15:21-28 The Canaanite Woman
Here Matthew uses a striking contrast to the “chosen” rabbinical Jews who are supposed to know the Lord and recognize Him. A pagan Canaanite woman sees Jesus clearly as the Son of David (a Messianic title), her faith prevails even though Jesus was trying to keep to His assignment of “to the Jews first. (Mark 7)” Gentiles will no longer be separated from Israel (Acts 10:15, 28; 11:9-18). Jesus ministered to other Gentiles (Mark 7:24-30 this woman; John 4:46-53, woman at the well; Matthew 8:28-40, centurion)
Jesus is staying on His assignment, but joking with a Gentile believer. His missiological strategy is to reach the Jewish people first. (Mark 5:19; John 12:20-22; Matthew 10:5) A straight-forward Middle Eastern-style joke, not an insult: This is a direct reference to Ezekiel 34:12, 16, 23-24. “If, as you say, I am the Son of David, the shepherd who was King of Israel, I was sent to find my lost sheep and am not sent to you. So I’m surprised that you recognize me.” See also a reference to Elijah (1 Kings 7:7ff). Elijah is fed first, then the widow, coming second, gains a miraculous supply of food.
Son of David: The woman hails him as Son of David, in a direct reference to His heritage, His person as the Messiah, and His claim on the throne of a nation which defeated her ancestors (Joshua 12:7-24; 2 Samuel 8:1-15). The epithet Son of David also calls on His power over the supernatural, referring to David’s sending away the evil spirit by playing his harp.
Calling her a dog? Jesus seems to play at humor with the woman, playing as a corrupt judge who will not hear her case. Dogs were hated in Jewish culture as disease-carrying mongrels, similarly to the way we view buzzards. The Greek-influenced pagans saw dogs more like us, as pets. Jesus uses the word for “lap puppies, kunarion lit. little dog, not the scavenging dog kuon.” The woman uses the word for mongrels. The sarcasm, eye movement, tone, and laughter are non-translatable.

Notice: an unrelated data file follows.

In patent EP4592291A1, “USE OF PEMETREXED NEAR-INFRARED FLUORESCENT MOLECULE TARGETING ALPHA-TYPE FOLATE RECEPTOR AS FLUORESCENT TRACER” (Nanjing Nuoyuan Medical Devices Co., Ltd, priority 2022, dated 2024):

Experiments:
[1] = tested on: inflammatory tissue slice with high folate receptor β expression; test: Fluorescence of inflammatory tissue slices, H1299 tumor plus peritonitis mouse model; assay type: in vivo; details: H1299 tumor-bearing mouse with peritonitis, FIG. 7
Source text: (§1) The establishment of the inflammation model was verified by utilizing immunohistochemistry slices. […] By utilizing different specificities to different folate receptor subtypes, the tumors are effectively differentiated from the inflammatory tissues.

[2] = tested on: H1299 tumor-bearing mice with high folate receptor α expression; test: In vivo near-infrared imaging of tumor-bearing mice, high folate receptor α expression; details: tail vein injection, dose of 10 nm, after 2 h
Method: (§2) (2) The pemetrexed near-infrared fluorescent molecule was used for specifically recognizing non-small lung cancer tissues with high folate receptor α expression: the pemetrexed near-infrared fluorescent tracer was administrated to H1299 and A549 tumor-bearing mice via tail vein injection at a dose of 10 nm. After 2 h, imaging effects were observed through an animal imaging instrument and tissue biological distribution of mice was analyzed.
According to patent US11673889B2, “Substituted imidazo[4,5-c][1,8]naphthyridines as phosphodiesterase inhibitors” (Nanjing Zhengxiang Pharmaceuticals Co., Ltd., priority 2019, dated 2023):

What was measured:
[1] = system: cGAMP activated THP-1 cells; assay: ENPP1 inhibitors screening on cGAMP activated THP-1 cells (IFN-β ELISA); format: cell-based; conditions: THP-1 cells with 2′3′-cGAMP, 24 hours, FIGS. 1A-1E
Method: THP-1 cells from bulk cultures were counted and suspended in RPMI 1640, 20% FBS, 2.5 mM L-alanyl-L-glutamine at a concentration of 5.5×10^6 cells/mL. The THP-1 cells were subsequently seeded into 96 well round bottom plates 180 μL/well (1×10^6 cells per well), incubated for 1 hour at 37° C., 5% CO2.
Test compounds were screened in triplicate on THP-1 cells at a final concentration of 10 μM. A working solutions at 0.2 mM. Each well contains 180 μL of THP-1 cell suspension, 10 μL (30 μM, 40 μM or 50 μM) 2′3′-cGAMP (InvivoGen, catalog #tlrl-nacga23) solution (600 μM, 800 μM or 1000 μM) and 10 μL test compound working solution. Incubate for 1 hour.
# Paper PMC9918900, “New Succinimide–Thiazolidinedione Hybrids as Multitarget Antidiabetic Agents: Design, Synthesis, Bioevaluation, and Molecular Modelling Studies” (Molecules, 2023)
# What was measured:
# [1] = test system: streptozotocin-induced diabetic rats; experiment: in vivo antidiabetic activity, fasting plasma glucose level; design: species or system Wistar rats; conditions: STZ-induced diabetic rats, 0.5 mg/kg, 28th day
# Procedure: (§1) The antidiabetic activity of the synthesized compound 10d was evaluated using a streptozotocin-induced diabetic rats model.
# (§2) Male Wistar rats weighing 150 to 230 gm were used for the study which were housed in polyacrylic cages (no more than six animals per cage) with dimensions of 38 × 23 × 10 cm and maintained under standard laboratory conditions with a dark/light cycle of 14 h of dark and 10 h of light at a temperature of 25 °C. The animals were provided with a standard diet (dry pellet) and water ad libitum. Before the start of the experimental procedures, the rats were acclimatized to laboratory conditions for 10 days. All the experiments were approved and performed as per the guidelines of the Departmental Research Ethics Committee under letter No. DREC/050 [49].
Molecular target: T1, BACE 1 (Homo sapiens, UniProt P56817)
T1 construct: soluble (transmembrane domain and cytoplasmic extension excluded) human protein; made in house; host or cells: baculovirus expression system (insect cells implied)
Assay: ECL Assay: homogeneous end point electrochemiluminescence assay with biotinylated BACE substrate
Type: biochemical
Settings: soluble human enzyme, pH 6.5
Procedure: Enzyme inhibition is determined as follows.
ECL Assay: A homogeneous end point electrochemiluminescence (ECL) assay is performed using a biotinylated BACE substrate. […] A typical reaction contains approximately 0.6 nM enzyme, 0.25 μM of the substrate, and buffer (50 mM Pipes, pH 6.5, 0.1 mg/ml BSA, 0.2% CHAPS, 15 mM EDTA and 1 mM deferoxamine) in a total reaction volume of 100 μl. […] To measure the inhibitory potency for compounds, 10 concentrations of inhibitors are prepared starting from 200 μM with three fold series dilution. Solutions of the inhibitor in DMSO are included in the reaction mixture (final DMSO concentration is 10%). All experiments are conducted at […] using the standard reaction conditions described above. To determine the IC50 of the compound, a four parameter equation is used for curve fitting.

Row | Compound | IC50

Matthew uses her faith as an outsider similarly to the centurion’s (8:10). Matthew mentions “Tyre and Sidon,” the home of Jezebel. Another obvious allusion is to the widow who supported Elijah in this area (1 Kings 17:8-24; Luke 4:26) says, “Yes, God’s compassion extends to all Gentiles” in a foreshadowing of the Great Commission (Matthew 28:18-20). This is another invitation to Gentile mission.
Notice also this reference to bread. Jesus is still giving out bread. This spiritual bread is for Israel, but there is enough left over even for the nations, a possible interpretation of the leftovers at the feeding of the 5000 and 4000.
This story reinforces the reliability of Scripture. Even a skeptic would have to agree that Jesus, in his apparent rejection of the pagan, is not what we would expect from a Gospel writer. This stuff is not fabricated. Christians did not write hero stories. They wrote facts.
No natural birth into a chosen nation can provide what can only come through the supernatural rebirth of faith (see Galatians).
15:29-39 – Feeding of the 4000
After having His disciples away for training and rest, Jesus returns to the Galilee. He focuses on meeting people’s needs. It is biblical to meet people’s physical needs. It is not liberal (Isaiah 1:10-17; 58:3-9; Jeremiah 22:16).
His disciples somehow are blind (like the Pharisees) to spiritual reality. They don’t get it even though a pagan Canaanite does as well as the multitudes. Some teach that God only works in response to faith. Here Jesus works in advance of faith to teach us to trust Him.
Seven basketfuls: Jesus led his men to be good stewards and not waste. Seven the number of the loaves and the number of completion. There is complete leftovers of children’s bread for the Gentiles.
The Boat (v. 39): The one they left after the night on the water. They pick up where they left off.